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Model pinpoints a huge shift in the Earth’s mantle

Using xenon as a sort of tracer, researchers have an idea of when Earth's mantle began incorporating volatile compounds and ejecting them through volcanoes.

A shift in the Earth’s mantle to start incorporating and retaining volatile compounds from the atmosphere before spewing them out again through volcanic eruptions could not have begun much before 2.5 billion years ago, according to new research.

“…there’s an interplay between what the deep Earth was doing and how the surface environment changed over billion-year timescales.”

“Life on Earth cares about changes in the volatile budget of the surface,” says first author of the study Rita Parai, assistant professor of geochemistry in earth and planetary sciences at the University of Washington in St. Louis. “And there’s an interplay between what the deep Earth was doing and how the surface environment changed over billion-year timescales.”

Volatiles—such as water, carbon dioxide, and the noble gases—come out of the mantle through volcanism and may be injected into the Earth’s interior from the atmosphere, a pair of processes called mantle degassing and regassing. The exchange controls the habitability of the planet, as it determines the surface availability of compounds that are critical to life—such as carbon, nitrogen, and water.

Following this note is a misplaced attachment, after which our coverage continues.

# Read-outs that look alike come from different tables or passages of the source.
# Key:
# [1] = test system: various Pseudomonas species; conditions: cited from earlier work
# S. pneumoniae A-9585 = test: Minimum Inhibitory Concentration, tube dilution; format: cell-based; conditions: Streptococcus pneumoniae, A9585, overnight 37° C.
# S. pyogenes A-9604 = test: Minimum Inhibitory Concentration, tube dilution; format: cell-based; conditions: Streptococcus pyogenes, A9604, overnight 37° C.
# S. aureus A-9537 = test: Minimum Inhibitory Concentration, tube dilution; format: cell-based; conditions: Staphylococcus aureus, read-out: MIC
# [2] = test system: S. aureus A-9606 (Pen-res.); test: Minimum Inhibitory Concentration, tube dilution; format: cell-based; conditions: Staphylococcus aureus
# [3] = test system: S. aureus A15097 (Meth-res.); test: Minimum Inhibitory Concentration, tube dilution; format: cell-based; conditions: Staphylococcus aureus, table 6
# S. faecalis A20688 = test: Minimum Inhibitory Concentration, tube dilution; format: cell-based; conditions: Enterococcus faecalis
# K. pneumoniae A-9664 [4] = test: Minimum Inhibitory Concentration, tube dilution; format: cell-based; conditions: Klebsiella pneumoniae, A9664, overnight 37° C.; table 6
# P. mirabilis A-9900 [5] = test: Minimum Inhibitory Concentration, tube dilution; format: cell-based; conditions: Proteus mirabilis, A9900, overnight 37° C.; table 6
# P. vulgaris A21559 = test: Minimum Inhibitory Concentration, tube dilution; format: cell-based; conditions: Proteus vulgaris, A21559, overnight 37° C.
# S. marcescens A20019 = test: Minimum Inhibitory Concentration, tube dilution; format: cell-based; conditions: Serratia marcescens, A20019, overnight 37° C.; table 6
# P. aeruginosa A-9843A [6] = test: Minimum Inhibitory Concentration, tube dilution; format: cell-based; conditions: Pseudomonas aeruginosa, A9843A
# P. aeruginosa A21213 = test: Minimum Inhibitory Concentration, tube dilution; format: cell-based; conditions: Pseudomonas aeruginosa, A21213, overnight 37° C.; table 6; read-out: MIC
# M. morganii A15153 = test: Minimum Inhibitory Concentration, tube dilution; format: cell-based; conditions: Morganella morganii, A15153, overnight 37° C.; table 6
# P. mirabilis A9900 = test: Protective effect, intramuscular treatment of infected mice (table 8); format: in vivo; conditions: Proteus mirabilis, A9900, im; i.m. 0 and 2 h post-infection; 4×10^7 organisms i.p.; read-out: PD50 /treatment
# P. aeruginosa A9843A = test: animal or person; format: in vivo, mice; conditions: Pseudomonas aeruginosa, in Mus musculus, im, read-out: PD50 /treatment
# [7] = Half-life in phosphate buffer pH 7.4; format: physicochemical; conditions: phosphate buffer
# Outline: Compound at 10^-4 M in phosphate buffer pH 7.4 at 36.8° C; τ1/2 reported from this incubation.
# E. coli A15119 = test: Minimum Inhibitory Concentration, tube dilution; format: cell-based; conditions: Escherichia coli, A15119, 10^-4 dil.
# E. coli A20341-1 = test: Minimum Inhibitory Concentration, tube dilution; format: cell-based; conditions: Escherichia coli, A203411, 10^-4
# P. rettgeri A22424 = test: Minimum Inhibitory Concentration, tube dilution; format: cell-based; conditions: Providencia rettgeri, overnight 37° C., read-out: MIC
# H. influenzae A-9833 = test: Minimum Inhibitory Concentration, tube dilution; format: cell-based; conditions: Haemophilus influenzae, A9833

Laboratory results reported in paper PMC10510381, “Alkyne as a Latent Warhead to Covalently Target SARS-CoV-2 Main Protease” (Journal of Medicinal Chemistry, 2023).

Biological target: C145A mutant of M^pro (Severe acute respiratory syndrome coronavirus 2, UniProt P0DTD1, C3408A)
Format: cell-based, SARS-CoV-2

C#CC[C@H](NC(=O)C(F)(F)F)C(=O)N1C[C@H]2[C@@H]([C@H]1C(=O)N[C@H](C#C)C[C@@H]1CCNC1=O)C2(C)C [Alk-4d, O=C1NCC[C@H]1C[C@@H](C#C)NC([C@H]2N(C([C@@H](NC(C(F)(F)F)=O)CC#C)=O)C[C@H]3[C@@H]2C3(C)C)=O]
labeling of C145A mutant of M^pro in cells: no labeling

The model Parai and collaborator Sujoy Mukhopadhyay of the University of California, Davis, present also establishes a range of dates during which the Earth shifted from a net degassing regime—again, think about those oozy volcanoes—to one that tilted the balance to net regassing potentially enabled by subduction, the conveyor-belt action of tectonic plates.

Mechanical properties change as water is added or removed from the mantle, so the onset of regassing had an important effect on the internal churning of the mantle, known as convection, which controls plate motions at the surface, Parai says.

Parai uses noble gases to address questions about how planetary bodies form and evolve over time. In this new research, she modeled the fate and transport of volatile compounds into the Earth’s mantle using xenon isotopes as tracers.

“Xenon is an excellent volatile tracer, because all minerals that carry water also carry xenon,” Parai says. “So if xenon regassing was negligible, water regassing must also have been negligible during the Archean (4 billion-2.5 billion years ago).”

Substantial regassing began sometime between a few hundred million to 2.5 billion years ago, the researchers found.

If plate tectonics and subduction began earlier than 2.5 billion years ago, then perhaps by then the Earth’s interior had cooled sufficiently for volatiles to remain in subducting plates, rather than getting released and percolating back to the surface through magmatism, Parai suggests.

“Most people rarely have an occasion to think about volatiles trapped in the Earth’s interior,” Parai says. “They’re present at low concentrations, but the mantle is huge in terms of mass. So for the Earth’s total volatile budget, the mantle is an important reservoir.”

She plans to focus her future research on pushing the limits of precision in xenon isotopic measurements in a variety of geological samples.

“The more observational constraints we have, the better,” she says.

The research appears in the journal Nature. The NSF funded the project.

Source: Washington University in St. Louis

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